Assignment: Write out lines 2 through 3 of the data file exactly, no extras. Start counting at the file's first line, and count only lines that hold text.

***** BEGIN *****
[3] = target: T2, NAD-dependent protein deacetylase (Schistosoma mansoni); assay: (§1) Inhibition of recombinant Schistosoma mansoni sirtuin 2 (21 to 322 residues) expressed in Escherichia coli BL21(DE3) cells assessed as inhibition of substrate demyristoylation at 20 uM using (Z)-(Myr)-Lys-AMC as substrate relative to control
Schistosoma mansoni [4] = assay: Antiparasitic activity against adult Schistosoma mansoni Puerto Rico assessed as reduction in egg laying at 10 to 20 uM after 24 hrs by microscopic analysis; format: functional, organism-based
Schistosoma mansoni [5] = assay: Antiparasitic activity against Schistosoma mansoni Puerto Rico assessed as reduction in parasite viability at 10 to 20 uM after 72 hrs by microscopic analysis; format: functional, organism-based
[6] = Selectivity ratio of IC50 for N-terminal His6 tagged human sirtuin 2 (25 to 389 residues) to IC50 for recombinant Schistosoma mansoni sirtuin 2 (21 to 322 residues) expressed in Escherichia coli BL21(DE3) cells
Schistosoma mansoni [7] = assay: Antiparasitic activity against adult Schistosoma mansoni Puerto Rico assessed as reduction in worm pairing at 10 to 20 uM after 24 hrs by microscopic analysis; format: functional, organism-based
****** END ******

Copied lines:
Schistosoma mansoni [4] = assay: Antiparasitic activity against adult Schistosoma mansoni Puerto Rico assessed as reduction in egg laying at 10 to 20 uM after 24 hrs by microscopic analysis; format: functional, organism-based
Schistosoma mansoni [5] = assay: Antiparasitic activity against Schistosoma mansoni Puerto Rico assessed as reduction in parasite viability at 10 to 20 uM after 72 hrs by microscopic analysis; format: functional, organism-based